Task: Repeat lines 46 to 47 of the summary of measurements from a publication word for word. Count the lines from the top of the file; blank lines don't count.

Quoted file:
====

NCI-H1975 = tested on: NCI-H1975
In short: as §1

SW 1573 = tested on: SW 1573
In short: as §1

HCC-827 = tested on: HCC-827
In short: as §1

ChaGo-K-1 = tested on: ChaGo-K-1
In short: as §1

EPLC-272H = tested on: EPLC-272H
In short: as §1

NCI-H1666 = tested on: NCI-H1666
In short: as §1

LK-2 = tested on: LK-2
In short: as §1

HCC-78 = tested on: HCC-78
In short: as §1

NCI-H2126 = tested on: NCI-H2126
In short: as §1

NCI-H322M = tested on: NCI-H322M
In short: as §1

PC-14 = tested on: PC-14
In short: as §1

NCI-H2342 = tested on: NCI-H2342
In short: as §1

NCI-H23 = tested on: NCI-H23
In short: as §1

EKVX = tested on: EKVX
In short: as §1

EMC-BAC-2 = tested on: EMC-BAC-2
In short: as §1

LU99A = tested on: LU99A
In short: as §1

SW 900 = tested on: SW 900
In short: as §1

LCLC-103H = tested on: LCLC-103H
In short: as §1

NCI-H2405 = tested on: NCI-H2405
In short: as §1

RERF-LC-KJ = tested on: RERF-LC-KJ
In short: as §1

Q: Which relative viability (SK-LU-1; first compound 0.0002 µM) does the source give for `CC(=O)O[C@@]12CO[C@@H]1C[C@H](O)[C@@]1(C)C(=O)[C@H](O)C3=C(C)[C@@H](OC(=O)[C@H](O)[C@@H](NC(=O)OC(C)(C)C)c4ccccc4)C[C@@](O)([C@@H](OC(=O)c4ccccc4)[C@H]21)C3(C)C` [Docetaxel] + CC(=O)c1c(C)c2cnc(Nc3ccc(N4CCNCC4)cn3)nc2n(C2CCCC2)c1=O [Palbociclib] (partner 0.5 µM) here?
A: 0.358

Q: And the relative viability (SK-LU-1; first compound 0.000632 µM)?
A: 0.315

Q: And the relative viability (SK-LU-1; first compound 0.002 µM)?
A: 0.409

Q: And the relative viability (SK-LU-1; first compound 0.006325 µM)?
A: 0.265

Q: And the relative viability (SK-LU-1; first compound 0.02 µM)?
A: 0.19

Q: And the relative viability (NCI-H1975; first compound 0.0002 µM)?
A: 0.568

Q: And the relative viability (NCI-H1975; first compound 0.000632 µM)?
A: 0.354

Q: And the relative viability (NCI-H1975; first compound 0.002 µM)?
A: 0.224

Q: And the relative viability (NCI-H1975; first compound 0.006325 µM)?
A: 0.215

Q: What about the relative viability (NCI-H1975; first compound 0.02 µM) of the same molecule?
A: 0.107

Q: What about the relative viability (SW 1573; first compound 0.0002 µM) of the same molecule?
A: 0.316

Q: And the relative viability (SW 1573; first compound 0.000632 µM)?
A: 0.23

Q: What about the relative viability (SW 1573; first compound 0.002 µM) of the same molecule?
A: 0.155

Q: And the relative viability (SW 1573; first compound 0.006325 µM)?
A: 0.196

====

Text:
A: 0.409

Q: And the relative viability (SK-LU-1; first compound 0.006325 µM)?